Why do birds have regional accents? Can horses learn mathematics? What do animals without eyes see? How do salmon return to their spawning grounds? How does the Syrian desert hamster know where its burrow is, after hours of foraging in the pitch black desert night?
Ethology – the study of animal behaviour – has thrown up these and many other fascinating questions for scientists and nature lovers alike, since it became a science in the 1970s. More recently, as issues of conservation and animal welfare have become more prevalent, an understanding of how and why animals act the way they do has become even more critical.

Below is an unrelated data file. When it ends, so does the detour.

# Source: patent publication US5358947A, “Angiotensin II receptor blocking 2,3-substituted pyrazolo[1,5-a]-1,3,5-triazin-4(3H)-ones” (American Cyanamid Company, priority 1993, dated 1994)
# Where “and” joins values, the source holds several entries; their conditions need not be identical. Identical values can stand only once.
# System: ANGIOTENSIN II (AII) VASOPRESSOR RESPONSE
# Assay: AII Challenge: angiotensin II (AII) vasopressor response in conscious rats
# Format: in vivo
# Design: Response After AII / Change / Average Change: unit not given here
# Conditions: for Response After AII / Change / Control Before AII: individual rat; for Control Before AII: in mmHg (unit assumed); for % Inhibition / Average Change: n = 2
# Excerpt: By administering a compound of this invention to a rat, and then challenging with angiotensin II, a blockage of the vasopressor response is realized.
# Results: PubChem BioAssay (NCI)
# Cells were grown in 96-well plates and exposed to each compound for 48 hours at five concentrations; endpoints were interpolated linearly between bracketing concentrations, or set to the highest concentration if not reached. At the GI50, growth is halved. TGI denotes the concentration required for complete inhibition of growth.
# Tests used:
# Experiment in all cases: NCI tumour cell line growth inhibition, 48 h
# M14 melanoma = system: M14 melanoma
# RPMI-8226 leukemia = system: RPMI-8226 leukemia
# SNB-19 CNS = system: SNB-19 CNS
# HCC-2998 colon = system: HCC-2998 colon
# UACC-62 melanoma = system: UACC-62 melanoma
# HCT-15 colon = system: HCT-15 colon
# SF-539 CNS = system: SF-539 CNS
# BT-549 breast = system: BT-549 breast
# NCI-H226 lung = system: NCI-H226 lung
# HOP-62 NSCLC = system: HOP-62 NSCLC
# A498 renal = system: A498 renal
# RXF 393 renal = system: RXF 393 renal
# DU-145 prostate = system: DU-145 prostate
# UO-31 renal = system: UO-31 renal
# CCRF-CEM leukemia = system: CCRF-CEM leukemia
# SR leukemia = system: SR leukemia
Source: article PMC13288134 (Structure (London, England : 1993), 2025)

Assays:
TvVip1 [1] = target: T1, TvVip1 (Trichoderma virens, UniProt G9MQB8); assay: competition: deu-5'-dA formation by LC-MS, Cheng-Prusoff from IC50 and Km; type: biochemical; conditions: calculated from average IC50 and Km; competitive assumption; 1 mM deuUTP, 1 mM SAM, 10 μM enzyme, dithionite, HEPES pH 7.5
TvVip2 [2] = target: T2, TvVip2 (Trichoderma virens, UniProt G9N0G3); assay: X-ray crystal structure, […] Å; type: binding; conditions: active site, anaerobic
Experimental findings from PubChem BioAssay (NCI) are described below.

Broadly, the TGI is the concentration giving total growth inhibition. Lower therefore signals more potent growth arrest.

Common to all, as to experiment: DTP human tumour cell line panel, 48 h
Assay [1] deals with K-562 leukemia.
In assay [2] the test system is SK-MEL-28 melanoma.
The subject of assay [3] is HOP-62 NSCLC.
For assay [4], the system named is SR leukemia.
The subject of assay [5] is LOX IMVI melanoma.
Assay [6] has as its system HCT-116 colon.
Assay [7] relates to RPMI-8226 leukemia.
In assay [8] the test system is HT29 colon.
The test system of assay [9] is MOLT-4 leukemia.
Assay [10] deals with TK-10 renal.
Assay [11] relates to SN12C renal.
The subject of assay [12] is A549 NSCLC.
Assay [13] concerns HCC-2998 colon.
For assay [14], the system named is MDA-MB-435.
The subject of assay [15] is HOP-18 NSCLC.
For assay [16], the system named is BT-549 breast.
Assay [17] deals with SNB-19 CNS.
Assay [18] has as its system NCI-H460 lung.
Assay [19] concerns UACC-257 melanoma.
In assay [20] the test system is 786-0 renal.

Drawing together evolutionary theory, ecology, population biology, genetics, physiology and anatomy, Professor of Zoology and Animal Behaviour Society fellow, John Byers, explains the mechanisms and motivations behind a range of animal movements. This is recommended for secondary and university students, fellow scientists and wildlife enthusiasts everywhere.